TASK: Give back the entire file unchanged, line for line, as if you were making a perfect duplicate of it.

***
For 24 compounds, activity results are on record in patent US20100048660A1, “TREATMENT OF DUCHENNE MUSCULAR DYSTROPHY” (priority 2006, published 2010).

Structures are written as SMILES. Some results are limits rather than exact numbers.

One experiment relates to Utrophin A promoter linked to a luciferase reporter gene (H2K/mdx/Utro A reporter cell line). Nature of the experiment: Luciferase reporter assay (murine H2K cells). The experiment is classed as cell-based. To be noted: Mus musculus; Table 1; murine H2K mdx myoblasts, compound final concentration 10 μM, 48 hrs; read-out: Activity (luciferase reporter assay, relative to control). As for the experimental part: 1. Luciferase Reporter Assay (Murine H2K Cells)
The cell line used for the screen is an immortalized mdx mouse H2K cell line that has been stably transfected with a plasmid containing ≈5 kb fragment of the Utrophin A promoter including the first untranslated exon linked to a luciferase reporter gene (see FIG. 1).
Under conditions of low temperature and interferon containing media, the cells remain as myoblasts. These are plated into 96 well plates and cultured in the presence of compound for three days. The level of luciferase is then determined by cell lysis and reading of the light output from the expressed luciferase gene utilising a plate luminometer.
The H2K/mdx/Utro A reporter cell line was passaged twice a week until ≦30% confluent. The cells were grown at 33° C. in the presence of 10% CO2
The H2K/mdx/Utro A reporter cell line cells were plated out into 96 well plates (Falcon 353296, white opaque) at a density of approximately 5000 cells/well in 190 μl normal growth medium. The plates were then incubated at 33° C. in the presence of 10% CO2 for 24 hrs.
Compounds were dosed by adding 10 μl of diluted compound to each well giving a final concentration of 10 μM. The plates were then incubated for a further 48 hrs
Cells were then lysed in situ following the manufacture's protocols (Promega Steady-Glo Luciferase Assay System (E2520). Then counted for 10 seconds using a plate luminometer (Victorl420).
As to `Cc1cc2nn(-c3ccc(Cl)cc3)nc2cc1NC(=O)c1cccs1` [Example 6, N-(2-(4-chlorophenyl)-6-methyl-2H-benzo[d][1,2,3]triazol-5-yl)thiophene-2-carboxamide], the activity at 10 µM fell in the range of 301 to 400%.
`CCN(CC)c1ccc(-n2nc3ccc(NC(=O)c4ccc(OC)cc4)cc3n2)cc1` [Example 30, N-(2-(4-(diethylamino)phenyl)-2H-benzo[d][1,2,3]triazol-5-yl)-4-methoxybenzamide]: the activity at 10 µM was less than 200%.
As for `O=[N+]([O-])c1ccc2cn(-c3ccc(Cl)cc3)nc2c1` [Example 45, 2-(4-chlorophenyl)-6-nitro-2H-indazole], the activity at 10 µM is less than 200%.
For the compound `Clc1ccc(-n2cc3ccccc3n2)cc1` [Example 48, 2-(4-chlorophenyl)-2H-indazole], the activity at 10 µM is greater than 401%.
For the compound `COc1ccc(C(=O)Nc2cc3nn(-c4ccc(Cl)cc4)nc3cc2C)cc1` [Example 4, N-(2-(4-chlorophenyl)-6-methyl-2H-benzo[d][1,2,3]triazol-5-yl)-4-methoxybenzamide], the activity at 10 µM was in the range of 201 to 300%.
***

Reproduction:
For 24 compounds, activity results are on record in patent US20100048660A1, “TREATMENT OF DUCHENNE MUSCULAR DYSTROPHY” (priority 2006, published 2010).

Structures are written as SMILES. Some results are limits rather than exact numbers.

One experiment relates to Utrophin A promoter linked to a luciferase reporter gene (H2K/mdx/Utro A reporter cell line). Nature of the experiment: Luciferase reporter assay (murine H2K cells). The experiment is classed as cell-based. To be noted: Mus musculus; Table 1; murine H2K mdx myoblasts, compound final concentration 10 μM, 48 hrs; read-out: Activity (luciferase reporter assay, relative to control). As for the experimental part: 1. Luciferase Reporter Assay (Murine H2K Cells)
The cell line used for the screen is an immortalized mdx mouse H2K cell line that has been stably transfected with a plasmid containing ≈5 kb fragment of the Utrophin A promoter including the first untranslated exon linked to a luciferase reporter gene (see FIG. 1).
Under conditions of low temperature and interferon containing media, the cells remain as myoblasts. These are plated into 96 well plates and cultured in the presence of compound for three days. The level of luciferase is then determined by cell lysis and reading of the light output from the expressed luciferase gene utilising a plate luminometer.
The H2K/mdx/Utro A reporter cell line was passaged twice a week until ≦30% confluent. The cells were grown at 33° C. in the presence of 10% CO2
The H2K/mdx/Utro A reporter cell line cells were plated out into 96 well plates (Falcon 353296, white opaque) at a density of approximately 5000 cells/well in 190 μl normal growth medium. The plates were then incubated at 33° C. in the presence of 10% CO2 for 24 hrs.
Compounds were dosed by adding 10 μl of diluted compound to each well giving a final concentration of 10 μM. The plates were then incubated for a further 48 hrs
Cells were then lysed in situ following the manufacture's protocols (Promega Steady-Glo Luciferase Assay System (E2520). Then counted for 10 seconds using a plate luminometer (Victorl420).
As to `Cc1cc2nn(-c3ccc(Cl)cc3)nc2cc1NC(=O)c1cccs1` [Example 6, N-(2-(4-chlorophenyl)-6-methyl-2H-benzo[d][1,2,3]triazol-5-yl)thiophene-2-carboxamide], the activity at 10 µM fell in the range of 301 to 400%.
`CCN(CC)c1ccc(-n2nc3ccc(NC(=O)c4ccc(OC)cc4)cc3n2)cc1` [Example 30, N-(2-(4-(diethylamino)phenyl)-2H-benzo[d][1,2,3]triazol-5-yl)-4-methoxybenzamide]: the activity at 10 µM was less than 200%.
As for `O=[N+]([O-])c1ccc2cn(-c3ccc(Cl)cc3)nc2c1` [Example 45, 2-(4-chlorophenyl)-6-nitro-2H-indazole], the activity at 10 µM is less than 200%.
For the compound `Clc1ccc(-n2cc3ccccc3n2)cc1` [Example 48, 2-(4-chlorophenyl)-2H-indazole], the activity at 10 µM is greater than 401%.
For the compound `COc1ccc(C(=O)Nc2cc3nn(-c4ccc(Cl)cc4)nc3cc2C)cc1` [Example 4, N-(2-(4-chlorophenyl)-6-methyl-2H-benzo[d][1,2,3]triazol-5-yl)-4-methoxybenzamide], the activity at 10 µM was in the range of 201 to 300%.